‘More Fuel to the Fire.’ Trans and Non-Binary Authors Respond to Controversy Over J.K. Rowling’s New Novel

Marieke-Nijkamp
Courtesy of JLFAuthor Marieke Nijkamp

Troubled Blood is the fifth in a series featuring the private detective Cormoran Strike, which Rowling, a cisgender woman, penned under the male pseudonym Robert Galbraith. In an early review published on Sunday, British newspaper The Telegraph called Troubled Blood “a book whose moral seems to be: never trust a man in a dress,” citing a plotline featuring a male serial killer dressing up in women’s clothing to commit murders.

A subsequent review from The Guardian describes this character as “just one of many suspects” in the novel’s primary narrative, however; while the killer is apparently written to fetishize lingerie, he uses a stolen women’s coat and a wig solely as a disguise to aid his crimes. The review adds that, “he is not the main villain, nor is he portrayed as trans or even called a ‘transvestite’ by Rowling.”

Still, given Rowling’s previous comments on transgender people and gender identity, the plotline is “disappointing, but not surprising,” says Mason Deaver, author of I Wish You All the Best. The novel, Deaver’s debut, follows the journey of a character coming out as non-binary, and their newly-forged friendships along the way. Writing, Deaver says, is a way to create what would have mattered to them as a child.

They are concerned about the impact of Rowling’s latest work, particularly on those who are trans fans of Harry Potter and had previously admired her work. “I think the harm it’s going to do to them is tragic,” they say.

Trans and non-binary writers believe that narratives relying on transphobic tropes have a harmful impact on their community, and reinforces both transphobic sentiments and misinformation at large. As outlined in this year’s Netflix documentary Disclosure, which analyzed transgender representation on screen, narratives of mentally ill men dressing in women’s clothing and committing violence towards women have long existed in popular media, like the films Psycho and Silence of the Lambs.

“It might not seem obvious at first, but it’s very harmful to portray that being trans adjacent is somehow connected to your mental health,” says Deaver. “I think for the people who hate us, or don’t like us, it’s going to help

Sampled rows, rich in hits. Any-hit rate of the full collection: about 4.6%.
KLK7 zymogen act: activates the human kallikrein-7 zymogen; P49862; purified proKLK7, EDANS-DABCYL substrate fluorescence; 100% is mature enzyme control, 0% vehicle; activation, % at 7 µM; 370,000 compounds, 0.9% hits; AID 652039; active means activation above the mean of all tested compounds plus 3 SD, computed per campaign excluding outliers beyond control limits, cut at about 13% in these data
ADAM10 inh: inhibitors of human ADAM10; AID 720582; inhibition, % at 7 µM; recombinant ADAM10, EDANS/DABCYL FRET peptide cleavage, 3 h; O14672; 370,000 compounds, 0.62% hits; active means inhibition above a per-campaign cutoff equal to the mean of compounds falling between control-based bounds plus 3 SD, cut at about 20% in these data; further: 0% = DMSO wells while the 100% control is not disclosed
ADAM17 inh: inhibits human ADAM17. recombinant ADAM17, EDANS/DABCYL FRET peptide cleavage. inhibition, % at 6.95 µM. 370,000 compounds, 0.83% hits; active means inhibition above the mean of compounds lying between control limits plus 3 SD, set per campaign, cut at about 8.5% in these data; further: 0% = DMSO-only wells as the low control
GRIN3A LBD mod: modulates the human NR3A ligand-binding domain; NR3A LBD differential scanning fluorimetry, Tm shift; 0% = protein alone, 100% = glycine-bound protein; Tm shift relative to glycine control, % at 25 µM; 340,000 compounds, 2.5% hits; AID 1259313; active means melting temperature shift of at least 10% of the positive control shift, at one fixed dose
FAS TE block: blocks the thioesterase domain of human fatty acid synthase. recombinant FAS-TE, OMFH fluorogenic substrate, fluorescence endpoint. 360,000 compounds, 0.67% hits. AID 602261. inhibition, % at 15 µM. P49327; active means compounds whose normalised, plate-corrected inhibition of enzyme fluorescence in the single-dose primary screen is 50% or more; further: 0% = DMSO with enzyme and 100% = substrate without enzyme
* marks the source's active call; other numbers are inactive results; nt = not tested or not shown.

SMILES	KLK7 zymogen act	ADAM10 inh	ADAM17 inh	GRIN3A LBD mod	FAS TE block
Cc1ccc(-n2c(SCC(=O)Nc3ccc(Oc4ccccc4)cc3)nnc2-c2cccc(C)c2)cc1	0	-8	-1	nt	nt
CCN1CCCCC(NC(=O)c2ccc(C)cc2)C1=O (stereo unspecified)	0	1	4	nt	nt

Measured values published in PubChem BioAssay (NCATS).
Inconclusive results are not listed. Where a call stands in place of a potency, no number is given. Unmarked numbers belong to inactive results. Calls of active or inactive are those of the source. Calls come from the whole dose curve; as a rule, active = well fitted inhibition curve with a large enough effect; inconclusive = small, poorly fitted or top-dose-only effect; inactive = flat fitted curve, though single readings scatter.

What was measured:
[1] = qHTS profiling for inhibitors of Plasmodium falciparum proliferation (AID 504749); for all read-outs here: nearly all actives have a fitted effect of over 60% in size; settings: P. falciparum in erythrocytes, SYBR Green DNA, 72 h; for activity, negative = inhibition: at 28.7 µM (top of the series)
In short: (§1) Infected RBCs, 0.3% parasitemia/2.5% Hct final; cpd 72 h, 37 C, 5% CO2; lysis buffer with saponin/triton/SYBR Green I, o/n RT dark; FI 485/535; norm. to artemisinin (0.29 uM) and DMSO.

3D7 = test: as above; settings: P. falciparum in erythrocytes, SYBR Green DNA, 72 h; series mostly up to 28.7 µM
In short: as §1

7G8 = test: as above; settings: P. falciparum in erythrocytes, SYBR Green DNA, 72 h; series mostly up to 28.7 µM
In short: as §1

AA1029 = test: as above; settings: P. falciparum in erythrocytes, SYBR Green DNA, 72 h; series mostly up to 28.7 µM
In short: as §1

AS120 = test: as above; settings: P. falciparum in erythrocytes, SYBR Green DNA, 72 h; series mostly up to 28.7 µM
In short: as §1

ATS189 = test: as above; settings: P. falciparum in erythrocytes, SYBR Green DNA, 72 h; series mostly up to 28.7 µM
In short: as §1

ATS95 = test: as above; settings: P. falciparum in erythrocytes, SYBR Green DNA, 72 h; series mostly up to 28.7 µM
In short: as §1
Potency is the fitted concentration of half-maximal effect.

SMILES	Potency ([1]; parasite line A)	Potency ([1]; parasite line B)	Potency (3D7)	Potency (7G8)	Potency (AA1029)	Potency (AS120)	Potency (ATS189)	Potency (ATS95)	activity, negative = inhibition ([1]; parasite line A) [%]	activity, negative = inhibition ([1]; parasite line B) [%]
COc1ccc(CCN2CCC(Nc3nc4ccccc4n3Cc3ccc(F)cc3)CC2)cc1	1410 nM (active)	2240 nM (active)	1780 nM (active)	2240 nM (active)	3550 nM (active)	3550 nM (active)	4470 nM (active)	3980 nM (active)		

The last 48 hours have been full of conflicting emotions for Marieke Nijkamp. A New York Times bestselling author, Nijkamp’s new novel, a YA thriller titled Even If We Break, was published Tuesday. It’s Nijkamp’s third novel, and their first to include a non-binary protagonist, which makes the book “very special” to them, as Nijkamp is a non-binary, disabled person. “Mainly I want to reflect the world that I see and live in and am a part of,” Nijkamp says. “I think fiction doesn’t do that enough as it is.”

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One example of fiction they feel is unlikely to do that: J.K. Rowling’s new novel, Troubled Blood, also publishing on Tuesday. It quickly faced criticism for allegedly leaning into portrayals of trans people as villains.

…I have to say, the irony here is rich: Basically JK Rowling is posing as a man (Robert Galbraith) to write a novel about a man who poses as a woman to kill people. PROJECTING MUCH?!?!

— Julia Serano (@JuliaSerano) September 14, 2020

I know a lot of you who follow me probably share some of the fears around the myth about “men who dress up as women to hurt women”. If I wasn’t trans I suspect I would too.

But I ask you to look inside your heart and question what is really happening here https://t.co/cdYE2TKmkt

— Paris Lees (@parislees) September 14, 2020

Nijkamp, who says they’ve mostly tried to ignore Rowling’s previous comments on trans issues, found the controversy impossible to avoid this week. The juxtaposition was a painful one. “We’re generally not perpetrators of violence, we’re victims,” Nijkamp says. “I can’t imagine going back and explaining to my teenage self, ‘Hey, this author you love so much blatantly hates people like you.”

Courtesy of JLFAuthor Marieke Nijkamp

Troubled Blood is the fifth in a series featuring the private detective Cormoran Strike, which Rowling, a cisgender woman, penned under the male pseudonym Robert Galbraith. In an early review published on Sunday, British newspaper The Telegraph called Troubled Blood “a book whose moral seems to be: never trust a man in a dress,” citing a plotline featuring a male serial killer dressing up in women’s clothing to commit murders.

A subsequent review from The Guardian describes this character as “just one of many suspects” in the novel’s primary narrative, however; while the killer is apparently written to fetishize lingerie, he uses a stolen women’s coat and a wig solely as a disguise to aid his crimes. The review adds that, “he is not the main villain, nor is he portrayed as trans or even called a ‘transvestite’ by Rowling.”

Still, given Rowling’s previous comments on transgender people and gender identity, the plotline is “disappointing, but not surprising,” says Mason Deaver, author of I Wish You All the Best. The novel, Deaver’s debut, follows the journey of a character coming out as non-binary, and their newly-forged friendships along the way. Writing, Deaver says, is a way to create what …read more

Source:: Time – Entertainment

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